Now, with the partial reopenings, Franz said, “we have to make sure we’re being safe.” 

Commissioner Hoch said state officials are working with indigenous tribes and local communities to address concerns about the reopening of state and other public lands, and said not every state park would open for day use on May 5. 

“We’re trying to determine the best times for reopening them,” Hoch said Monday, adding that state leaders were still trying to figure out how to best avoid crowds from flocking to Washington’s oceanside communities to use the public beaches. 

Inslee said the decision to reopen some public lands was made after careful data analysis, some of which showed that hospitalizations from COVID-19 in Washington state are declining. 

Other data points, however, show that the state could be susceptible to another surge in COVID-19 illnesses and deaths if Inslee lifts the “stay at home” measures too quickly. 

“We are a long ways from the end of this virus,” Inslee told reporters Monday. “We will have to maintain plenty of restrictions after May 4.”
He added that state leaders have eased restrictions on ongoing construction and are now letting go of tight controls on state parks and other outdoor recreation, but said a “return to normal” was still in the future. 

“We will continue to turn that dial, to open up our community,” Inslee said.

How fast that “dial” turns, however, depends on the dozens of data points he and other state officials turn to daily and sometimes hourly, the governor added. 

“We’re looking very carefully (at the data),” Inslee said Monday. “To turn this off like a light switch is too dangerous.”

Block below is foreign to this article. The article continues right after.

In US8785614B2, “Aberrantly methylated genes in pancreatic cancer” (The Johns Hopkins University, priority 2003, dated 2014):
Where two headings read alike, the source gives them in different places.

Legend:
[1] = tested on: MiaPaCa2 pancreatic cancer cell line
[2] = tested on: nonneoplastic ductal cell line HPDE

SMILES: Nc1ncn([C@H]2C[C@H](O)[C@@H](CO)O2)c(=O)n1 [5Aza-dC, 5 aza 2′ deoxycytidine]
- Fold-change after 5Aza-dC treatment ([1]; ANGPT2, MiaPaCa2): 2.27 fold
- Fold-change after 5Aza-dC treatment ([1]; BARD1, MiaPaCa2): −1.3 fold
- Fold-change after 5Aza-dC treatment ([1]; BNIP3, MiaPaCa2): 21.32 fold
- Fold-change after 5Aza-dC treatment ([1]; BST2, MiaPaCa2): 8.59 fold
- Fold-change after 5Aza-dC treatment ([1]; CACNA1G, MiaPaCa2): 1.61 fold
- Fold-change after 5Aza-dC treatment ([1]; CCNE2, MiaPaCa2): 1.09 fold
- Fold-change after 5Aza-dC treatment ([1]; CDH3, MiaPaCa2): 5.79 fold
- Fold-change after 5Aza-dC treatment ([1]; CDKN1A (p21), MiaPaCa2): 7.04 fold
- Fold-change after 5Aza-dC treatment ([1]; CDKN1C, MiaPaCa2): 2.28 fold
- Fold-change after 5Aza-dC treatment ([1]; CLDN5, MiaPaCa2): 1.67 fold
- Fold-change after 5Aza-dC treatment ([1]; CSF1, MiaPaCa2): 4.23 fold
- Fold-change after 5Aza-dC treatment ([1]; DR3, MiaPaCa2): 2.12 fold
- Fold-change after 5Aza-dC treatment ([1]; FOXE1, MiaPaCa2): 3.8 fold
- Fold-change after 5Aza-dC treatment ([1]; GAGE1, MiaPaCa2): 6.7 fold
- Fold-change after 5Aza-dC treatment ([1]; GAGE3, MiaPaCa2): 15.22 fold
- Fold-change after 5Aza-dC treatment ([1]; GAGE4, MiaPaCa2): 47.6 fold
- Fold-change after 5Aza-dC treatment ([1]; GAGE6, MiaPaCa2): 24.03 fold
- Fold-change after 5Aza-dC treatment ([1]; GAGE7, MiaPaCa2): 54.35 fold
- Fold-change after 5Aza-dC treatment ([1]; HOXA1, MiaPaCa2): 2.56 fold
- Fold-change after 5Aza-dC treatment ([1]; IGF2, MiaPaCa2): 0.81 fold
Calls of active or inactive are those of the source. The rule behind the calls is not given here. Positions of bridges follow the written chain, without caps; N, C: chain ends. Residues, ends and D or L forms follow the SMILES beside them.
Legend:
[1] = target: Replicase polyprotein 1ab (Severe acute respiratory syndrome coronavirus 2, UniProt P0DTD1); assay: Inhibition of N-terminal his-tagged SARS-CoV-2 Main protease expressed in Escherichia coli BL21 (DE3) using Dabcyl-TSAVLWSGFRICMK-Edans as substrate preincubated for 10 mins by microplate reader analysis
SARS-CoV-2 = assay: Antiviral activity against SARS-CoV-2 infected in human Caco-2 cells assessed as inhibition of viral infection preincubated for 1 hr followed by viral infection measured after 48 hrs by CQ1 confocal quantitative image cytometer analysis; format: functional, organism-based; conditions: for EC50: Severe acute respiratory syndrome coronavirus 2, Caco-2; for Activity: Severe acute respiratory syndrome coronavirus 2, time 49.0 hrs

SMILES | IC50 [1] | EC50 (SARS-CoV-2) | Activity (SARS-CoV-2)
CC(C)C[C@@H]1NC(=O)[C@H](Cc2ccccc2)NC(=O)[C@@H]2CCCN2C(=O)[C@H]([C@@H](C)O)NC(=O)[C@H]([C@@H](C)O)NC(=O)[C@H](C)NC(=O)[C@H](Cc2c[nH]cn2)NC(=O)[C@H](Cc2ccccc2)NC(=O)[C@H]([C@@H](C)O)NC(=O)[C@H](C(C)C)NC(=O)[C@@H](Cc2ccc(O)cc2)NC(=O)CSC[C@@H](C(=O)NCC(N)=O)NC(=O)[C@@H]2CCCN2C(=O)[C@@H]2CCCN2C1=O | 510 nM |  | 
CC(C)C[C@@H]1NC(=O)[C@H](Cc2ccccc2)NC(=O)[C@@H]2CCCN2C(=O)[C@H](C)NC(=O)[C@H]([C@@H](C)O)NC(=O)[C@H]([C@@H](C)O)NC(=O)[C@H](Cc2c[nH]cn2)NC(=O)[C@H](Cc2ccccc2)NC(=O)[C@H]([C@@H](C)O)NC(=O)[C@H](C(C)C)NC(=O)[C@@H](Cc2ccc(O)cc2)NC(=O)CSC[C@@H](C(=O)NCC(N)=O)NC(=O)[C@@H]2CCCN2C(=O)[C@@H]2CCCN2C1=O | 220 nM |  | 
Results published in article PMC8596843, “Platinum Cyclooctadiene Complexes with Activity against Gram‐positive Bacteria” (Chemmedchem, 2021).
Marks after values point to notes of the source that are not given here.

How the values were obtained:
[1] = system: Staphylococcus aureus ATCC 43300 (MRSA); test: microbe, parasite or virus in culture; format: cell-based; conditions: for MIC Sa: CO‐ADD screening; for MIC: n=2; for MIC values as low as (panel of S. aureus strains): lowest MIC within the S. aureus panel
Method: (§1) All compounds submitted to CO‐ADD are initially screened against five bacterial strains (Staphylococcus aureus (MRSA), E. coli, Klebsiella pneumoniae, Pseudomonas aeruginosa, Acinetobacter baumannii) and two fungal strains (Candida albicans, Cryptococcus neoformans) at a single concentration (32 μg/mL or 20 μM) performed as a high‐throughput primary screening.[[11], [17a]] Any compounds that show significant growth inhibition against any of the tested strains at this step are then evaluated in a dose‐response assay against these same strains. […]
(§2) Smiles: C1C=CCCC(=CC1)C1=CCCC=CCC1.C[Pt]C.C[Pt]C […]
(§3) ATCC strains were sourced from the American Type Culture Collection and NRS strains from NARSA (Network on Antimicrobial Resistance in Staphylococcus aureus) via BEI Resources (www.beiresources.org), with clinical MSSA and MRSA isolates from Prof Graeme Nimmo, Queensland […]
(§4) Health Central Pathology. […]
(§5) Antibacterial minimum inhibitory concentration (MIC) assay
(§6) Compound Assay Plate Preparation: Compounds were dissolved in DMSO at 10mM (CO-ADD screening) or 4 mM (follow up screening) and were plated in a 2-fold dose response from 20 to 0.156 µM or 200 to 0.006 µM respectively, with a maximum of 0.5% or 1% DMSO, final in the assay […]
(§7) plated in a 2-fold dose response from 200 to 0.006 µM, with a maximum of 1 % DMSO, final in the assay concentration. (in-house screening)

In order to consider easing more “stay at home” restrictions, Inslee said the state needs to have more COVID-19 testing in place and the ability to contact trace when positive tests do turn up.

“We are substantially closer, but are (still) woefully short on test kits,” Inslee told reporters Monday. “The federal government has not provided adequate test kits. We would like about four times the number we have today as soon as possible.” 

The governor said he was told during a call with President Donald Trump and Vice President Mike Pence that the supply of test kits and testing materials is expected to “increase dramatically in the next few weeks,” and added that he hopes this is correct. 

The state is in the process of training National Guard members and state health workers to be a part of the “small army” of 1,500 contact-tracers Washington will need to begin its reopening process, Inslee said. 

“We have to have tracing capabilities, to contact people and make sure they and their families are isolated (after someone tests positive for COVID-19),” he said. 

Regarding the reopening of day use at state parks and other public lands, the governor said he wouldn’t hesitate to reconsider his actions if people do not abide by physical-distancing guidelines. 

“We may have to modify these measures again,” Inslee said. “It will depend on the data and compliance rates.”

“As I’ve said before, this virus and its impacts on all of us is extremely challenging,” he added. “But this is not the time to give up on the strategies that we know are giving us results and saving lives in the state of Washington.” 

There are several state parks in Southwest Washington, including Beacon Rock State Park, Battle Ground Lake, Reed Island and Paradise Point. DNR lands include Dougan Falls, located about 16 miles up the Washougal River Road; Table Mountain Natural Resources Conservation Area on the Pacific Crest Trail near Bonneville Dam; and Cold Creek, a day-use and campground area located 16 miles north of Camas, which provides access to the 9-mile Bells Mountain Trail in the Yacolt Burn State Forest. 

For more information on Inslee’s April 27 announcement regarding outdoor recreation sites, visit